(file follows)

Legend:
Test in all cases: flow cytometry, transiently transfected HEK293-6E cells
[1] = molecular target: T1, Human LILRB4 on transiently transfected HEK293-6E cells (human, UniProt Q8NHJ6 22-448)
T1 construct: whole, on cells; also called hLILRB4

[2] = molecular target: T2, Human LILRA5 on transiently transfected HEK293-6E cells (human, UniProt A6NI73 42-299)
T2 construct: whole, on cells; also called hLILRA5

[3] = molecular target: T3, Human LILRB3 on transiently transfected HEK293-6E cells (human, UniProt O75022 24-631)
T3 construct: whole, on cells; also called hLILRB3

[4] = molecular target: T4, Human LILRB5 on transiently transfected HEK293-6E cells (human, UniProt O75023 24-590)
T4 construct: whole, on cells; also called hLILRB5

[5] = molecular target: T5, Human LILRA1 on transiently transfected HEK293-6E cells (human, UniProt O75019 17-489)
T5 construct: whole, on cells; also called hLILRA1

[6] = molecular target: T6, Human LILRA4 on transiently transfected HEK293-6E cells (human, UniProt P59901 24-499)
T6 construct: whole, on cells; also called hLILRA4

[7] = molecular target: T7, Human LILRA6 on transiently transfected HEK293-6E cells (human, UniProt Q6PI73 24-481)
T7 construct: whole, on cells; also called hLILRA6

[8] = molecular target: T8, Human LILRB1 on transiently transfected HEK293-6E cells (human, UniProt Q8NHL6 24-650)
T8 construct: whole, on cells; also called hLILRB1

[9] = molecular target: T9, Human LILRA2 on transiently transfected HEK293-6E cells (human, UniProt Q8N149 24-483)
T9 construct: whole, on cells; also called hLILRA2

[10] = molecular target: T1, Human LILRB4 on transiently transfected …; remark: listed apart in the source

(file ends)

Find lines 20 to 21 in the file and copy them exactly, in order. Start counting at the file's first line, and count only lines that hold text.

T9 construct: whole, on cells; also called hLILRA2

[10] = molecular target: T1, Human LILRB4 on transiently transfected …; remark: listed apart in the source